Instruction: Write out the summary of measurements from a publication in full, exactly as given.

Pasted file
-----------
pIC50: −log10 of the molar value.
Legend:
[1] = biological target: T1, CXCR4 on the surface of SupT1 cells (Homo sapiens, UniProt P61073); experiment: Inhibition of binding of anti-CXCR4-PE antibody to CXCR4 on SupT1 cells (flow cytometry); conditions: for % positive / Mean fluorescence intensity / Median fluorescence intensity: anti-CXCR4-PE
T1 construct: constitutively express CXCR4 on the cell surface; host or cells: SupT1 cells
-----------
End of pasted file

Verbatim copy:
pIC50: −log10 of the molar value.
Legend:
[1] = biological target: T1, CXCR4 on the surface of SupT1 cells (Homo sapiens, UniProt P61073); experiment: Inhibition of binding of anti-CXCR4-PE antibody to CXCR4 on SupT1 cells (flow cytometry); conditions: for % positive / Mean fluorescence intensity / Median fluorescence intensity: anti-CXCR4-PE
T1 construct: constitutively express CXCR4 on the cell surface; host or cells: SupT1 cells